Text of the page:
California created whistleblower retaliation laws to help people protect themselves when they are whistleblowers against their employers. Many employees are scared that their employers will retaliate against them and that they will no longer be able to work in the industry.
Whistleblowers in California are protected from retaliation under Section 1102.5 of the Labor Code. This section prohibits employers from taking adverse action against an employee who reports an unlawful or unsafe work practice. This article teaches about California Section 1102.5 of the Labor Code whistleblower retaliation laws.
What is California Section 1102.5 of the Labor Code?
California Section 1102.5 of the Labor Code is a state law that protects employees from retaliation by their employers. The law prohibits employers from taking adverse action against employees who report wrongdoing or participate in an investigation concerning their employer.
If your employer has retaliated against you, you could file a claim under this law. Retaliation can take many forms, including termination, demotion, suspension, or harassment.
To prove your claim, you must show that you reported wrongdoing or participated in an investigation and that you suffered adverse action from your employer. You will also need to show that the adverse action was taken because of your report or participation in the investigation.
If you believe you have been retaliated against, you should hire a whistleblower lawyer in California to discuss your case. An attorney can help you gather evidence to support your claim and file a lawsuit if necessary.
What Are the Whistle-Blower Retaliation Laws?
Whistleblowers are protected from retaliation in several ways, including:
- Employers are prohibited from firing or demoting whistleblowers.
- Employers are prohibited from disciplining whistle-blowers in a way that negatively impacts their careers.
- Employers are prohibited from retaliating against whistle-blowers in any other way that would discourage them from reporting misconduct.
Whistle-blower retaliation laws also provide employees with a cause of action if their employer retaliates against them. This means that employees can sue their employers if they believe the employer has retaliated against them by violating the law.
Mental Health Advocates
In county mental health facilities, starting in 2020, advocates for patients’ rights may not be prevented from presenting information or testifying as long as they have a good faith belief that their report violates the law. Additionally, businesses cannot penalize employees for making whistleblower complaints.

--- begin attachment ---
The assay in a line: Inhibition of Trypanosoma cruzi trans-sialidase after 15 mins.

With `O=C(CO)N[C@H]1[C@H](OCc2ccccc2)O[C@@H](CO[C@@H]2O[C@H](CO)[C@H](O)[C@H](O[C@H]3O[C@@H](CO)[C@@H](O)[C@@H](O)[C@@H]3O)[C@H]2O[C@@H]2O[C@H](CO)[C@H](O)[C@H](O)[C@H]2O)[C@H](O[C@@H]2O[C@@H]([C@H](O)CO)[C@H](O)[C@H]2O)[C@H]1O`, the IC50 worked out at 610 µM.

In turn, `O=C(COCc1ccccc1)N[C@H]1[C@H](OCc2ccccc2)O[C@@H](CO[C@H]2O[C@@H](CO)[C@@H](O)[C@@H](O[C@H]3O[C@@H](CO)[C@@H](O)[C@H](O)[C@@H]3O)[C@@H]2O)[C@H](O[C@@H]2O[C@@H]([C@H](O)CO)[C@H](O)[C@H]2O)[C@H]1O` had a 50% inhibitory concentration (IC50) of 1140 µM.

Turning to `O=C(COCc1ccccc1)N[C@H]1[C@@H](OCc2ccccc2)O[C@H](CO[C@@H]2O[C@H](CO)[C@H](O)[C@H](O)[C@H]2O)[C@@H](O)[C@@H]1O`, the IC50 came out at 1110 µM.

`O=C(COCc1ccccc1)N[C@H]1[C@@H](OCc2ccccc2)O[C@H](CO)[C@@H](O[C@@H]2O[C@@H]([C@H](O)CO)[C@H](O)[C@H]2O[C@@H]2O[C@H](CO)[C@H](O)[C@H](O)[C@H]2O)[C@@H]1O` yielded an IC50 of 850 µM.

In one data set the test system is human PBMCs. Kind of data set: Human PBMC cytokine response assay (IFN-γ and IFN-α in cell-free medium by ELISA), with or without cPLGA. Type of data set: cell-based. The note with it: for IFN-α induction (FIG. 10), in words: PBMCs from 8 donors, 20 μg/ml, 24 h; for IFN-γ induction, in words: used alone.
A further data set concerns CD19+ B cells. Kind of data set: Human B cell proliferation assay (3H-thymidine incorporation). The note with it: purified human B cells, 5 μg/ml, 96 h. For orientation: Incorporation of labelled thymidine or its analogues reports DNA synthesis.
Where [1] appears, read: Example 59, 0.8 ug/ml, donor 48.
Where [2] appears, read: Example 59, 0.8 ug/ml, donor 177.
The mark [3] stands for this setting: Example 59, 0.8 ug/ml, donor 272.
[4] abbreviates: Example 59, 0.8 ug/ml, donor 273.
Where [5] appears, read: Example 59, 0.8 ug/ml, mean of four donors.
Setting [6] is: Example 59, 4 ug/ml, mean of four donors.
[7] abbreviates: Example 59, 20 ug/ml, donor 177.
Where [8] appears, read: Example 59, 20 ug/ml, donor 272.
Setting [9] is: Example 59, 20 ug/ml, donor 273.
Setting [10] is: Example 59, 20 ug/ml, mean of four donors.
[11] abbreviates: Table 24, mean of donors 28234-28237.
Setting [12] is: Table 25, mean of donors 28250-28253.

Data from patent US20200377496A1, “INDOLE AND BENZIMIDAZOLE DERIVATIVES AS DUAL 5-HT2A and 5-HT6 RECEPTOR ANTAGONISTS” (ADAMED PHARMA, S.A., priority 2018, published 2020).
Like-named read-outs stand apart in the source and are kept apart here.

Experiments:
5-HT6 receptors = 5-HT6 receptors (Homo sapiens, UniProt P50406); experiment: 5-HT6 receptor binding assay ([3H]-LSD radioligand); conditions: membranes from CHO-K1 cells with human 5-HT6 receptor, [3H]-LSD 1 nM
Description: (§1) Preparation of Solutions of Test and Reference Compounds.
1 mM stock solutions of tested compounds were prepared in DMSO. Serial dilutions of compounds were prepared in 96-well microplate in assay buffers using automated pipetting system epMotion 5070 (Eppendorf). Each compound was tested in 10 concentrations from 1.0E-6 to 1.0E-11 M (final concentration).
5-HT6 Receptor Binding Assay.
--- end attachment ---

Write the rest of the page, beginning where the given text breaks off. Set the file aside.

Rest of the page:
How Do These Laws Protect Employees?
Employees who report these violations are protected from being fired, demoted, or retaliated against by their employers. These laws also protect employees from being harassed or intimidated by their employers for reporting these violations.
California whistleblower retaliation law is important because it allows employees to report illegal or unethical behavior without fear of retaliation. Employees can also trust that their reports will be treated seriously. This law is a safeguard for both whistleblowers and the public.
What Are The Penalties For Employers Who Violate These Laws?
Penalties for employers who violate California’s whistleblower retaliation laws can be harsh and severe. Employers may be liable for damages, including lost wages and benefits, emotional distress, and punitive damages. In some cases, employers may also be required to pay civil penalties to the state.
Employers who are found to have retaliated against a whistleblower may also be subject to misdemeanor criminal penalties. Under California law, a misdemeanor is punishable by up to six months in jail and a fine of up to $10,000 to retaliate against a whistleblower.
If you have been retaliated against for blowing the whistle on your employer, an experienced employment attorney in California could help file a claim against your employer.
Are There Any Exceptions to These Laws?
Yes, there are a few exceptions to the whistleblower retaliation laws in California. One exception is if the employee was not engaged in protected activity when the retaliation occurred. Protected activities include reporting misconduct or refusing to participate in illegal activity. If the employee was not involved in one of these activities, then the employer may not be liable for retaliatory action.
Another exception is if the employer can show that the retaliatory action was taken for a legitimate business reason. For example, if an employee is fired for poor performance, this would not be retaliation. The employer would need to show a valid reason for the action taken.
These are just a few exceptions to California’s whistleblower retaliation laws. Employers should be familiar with these exceptions to ensure they comply with the law.
California Section 1102.5 of the Labor Code is a powerful statute that protects employees who have been retaliated against for whistle-blowing. If you have suffered retaliation at work, you should speak to an experienced labor attorney about your case to see if this law applies to you.